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When Winter Comes

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When Winter Comes

I tend to think of winter as a very short season which starts sometime in November and maybe lasts through January. When most people in the northern hemisphere are sporting parkas in the winter, it is not uncommon for those in South Texas to be donning shorts on Christmas day. I’m caught off guard a bit when a real blast of winter comes in February or April. Growing up in South Texas, our winters were always mild. Well, I suppose I can’t say “always” as there was that one year (one – in my almost half a century life) that it snowed. In truth then, besides that one phenomenon, our winters were always mild.

I remember one Easter Sunday in particular when everyone had fussed about, as usual, to acquire their perfect attire for Easter Sunday. For the ladies, the perfect spring floral dress and new pastel shoes. For the gentlemen, the crisp white dress shirt with a fresh new tie – if they were the tie-wearing sort, that is.

Our church met in a local school gym at that time. You can imagine how drafty it was with its tall ceilings, cinderblock walls, and glossy wood flooring. Along came a cold snap. Winter came on Easter Sunday. It was unheard of, really. But so many who had it stuck in their heads that it was spring simply had to wear their new Easter duds. I sat in the back and watched those who chose fashion over practicality shiver. Winter had surprised us and many weren’t prepared or simply chose not to accept it. Winter was not supposed to come in April. Winter is for December.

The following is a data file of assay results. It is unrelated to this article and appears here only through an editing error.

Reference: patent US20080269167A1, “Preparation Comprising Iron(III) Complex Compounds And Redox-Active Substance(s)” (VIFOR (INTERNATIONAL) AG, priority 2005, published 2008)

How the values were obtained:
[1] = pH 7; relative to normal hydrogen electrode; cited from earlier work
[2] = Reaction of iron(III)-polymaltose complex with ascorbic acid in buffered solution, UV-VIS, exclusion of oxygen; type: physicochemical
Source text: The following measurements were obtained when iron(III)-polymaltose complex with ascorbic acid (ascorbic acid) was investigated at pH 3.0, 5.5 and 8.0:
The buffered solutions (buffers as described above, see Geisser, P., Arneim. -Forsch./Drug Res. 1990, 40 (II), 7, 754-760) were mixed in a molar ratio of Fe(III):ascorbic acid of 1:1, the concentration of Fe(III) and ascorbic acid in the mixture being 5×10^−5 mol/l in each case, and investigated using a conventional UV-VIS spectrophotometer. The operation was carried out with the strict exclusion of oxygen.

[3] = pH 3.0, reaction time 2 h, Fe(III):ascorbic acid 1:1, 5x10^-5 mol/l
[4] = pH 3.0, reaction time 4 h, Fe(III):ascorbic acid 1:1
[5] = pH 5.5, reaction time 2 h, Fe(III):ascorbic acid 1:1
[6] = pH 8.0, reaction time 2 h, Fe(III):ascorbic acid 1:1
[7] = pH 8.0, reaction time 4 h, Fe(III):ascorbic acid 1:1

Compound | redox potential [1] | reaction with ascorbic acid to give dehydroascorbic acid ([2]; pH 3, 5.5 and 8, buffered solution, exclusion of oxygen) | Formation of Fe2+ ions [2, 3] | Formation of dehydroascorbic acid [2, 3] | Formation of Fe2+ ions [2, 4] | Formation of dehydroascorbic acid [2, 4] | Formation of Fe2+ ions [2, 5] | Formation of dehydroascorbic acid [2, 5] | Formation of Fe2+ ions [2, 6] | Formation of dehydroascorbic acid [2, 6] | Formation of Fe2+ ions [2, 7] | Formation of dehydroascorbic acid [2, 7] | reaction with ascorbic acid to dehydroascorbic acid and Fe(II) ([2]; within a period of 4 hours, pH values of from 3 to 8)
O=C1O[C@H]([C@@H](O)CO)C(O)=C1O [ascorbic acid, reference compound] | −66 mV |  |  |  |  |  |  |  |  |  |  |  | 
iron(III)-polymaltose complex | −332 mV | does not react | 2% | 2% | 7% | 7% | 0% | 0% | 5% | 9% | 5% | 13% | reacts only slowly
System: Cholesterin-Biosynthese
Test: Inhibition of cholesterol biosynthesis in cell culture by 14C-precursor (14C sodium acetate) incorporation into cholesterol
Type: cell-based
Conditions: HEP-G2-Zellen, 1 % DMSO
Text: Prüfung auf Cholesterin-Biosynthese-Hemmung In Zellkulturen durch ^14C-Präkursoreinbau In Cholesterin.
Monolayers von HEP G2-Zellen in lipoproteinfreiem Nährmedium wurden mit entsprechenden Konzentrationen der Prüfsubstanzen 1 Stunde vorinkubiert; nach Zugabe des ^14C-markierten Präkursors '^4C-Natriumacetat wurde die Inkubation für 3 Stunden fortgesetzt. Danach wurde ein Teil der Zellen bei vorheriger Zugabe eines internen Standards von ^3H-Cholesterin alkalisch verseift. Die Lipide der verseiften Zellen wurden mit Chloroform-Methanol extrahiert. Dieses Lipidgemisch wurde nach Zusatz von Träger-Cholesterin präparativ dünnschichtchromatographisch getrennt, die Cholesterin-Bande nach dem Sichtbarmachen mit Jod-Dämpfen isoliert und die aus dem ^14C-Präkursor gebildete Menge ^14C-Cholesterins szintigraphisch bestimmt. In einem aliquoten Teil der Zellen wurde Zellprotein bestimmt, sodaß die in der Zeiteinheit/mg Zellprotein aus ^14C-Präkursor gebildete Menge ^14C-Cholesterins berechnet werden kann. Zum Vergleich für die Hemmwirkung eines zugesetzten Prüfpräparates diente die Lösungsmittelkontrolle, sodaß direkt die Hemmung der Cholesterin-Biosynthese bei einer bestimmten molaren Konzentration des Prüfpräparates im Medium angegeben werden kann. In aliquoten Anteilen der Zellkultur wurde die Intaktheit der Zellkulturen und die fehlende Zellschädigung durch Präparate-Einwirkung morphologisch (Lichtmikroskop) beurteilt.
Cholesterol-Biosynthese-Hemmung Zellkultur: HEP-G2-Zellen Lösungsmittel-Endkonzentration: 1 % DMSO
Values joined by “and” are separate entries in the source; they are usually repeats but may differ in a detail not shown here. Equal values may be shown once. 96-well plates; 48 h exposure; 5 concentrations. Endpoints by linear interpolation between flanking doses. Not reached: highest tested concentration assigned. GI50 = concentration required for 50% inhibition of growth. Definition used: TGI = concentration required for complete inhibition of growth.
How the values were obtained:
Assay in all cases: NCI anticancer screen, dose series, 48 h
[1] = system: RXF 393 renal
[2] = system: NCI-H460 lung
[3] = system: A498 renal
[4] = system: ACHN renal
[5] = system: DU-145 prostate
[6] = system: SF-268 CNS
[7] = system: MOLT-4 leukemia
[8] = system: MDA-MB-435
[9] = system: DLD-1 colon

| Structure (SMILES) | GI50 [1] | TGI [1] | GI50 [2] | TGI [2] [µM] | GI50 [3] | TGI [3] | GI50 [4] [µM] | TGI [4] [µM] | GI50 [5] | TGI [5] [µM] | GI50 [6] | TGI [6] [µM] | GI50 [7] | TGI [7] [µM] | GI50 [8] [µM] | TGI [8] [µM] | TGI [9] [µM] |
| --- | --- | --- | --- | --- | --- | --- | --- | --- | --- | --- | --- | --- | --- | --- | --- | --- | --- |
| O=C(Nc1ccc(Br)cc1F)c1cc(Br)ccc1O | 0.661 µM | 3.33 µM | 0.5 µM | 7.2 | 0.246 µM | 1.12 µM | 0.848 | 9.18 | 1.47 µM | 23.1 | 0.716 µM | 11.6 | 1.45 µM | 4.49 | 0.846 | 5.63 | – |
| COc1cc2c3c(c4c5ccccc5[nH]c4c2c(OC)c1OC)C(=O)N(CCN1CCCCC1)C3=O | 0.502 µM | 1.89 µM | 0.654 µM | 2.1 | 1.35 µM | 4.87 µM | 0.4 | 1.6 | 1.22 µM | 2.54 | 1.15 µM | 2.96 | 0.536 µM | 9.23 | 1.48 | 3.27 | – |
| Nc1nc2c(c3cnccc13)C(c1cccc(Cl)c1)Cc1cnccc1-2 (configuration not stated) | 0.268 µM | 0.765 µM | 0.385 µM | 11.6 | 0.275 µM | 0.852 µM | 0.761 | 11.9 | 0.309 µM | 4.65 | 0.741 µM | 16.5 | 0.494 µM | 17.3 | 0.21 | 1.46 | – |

Aren’t we all like that sometimes? We get comfortably settled into a warm weather pattern expecting things to stay the same. Then we are surprised when winter comes ill-timed. We’re not prepared for it. We like the warmth of all things consistent. It’s safe there. We somehow get in our head that it would be fine to wear our Easter clothes at Christmas when what we really need is a nice warm coat.

When we moved to England it was summer and warm and mostly sunny. So many people warned us of the winter here. 100 Days of Darkness, they call it. The days are short. Very short. The sun comes up around 7 am and goes down around 4 pm. Having always lived in warm climate areas like South Texas, Singapore, and Brazil, I’ve only ever really visited winter. I wondered what it would be like to live in winter.

By cooler days and fireplace worthy nights, the 100 Days of Darkness approached and the need for preparations set in. We stockpiled wood for the fire. I up’d my dose of vitamin D, stocked my closet with boots and scarves and I would relish the blue skies and sunshine.

When winter comes, and it will come, I want to be prepared for its arrival.

Earlier this week I looked out the window of our cozy cottage in England, it was sunny. I took notice as the sun’s rays beamed through the unclad trees and danced through my windows. The sky had shades of blue peeking through the bright gray. The birds chirped their morning song in the crisp chill of the new day. I pondered the beauty and wondered how long this would last. The weatherman predicted snow for later in the week. Winter was coming.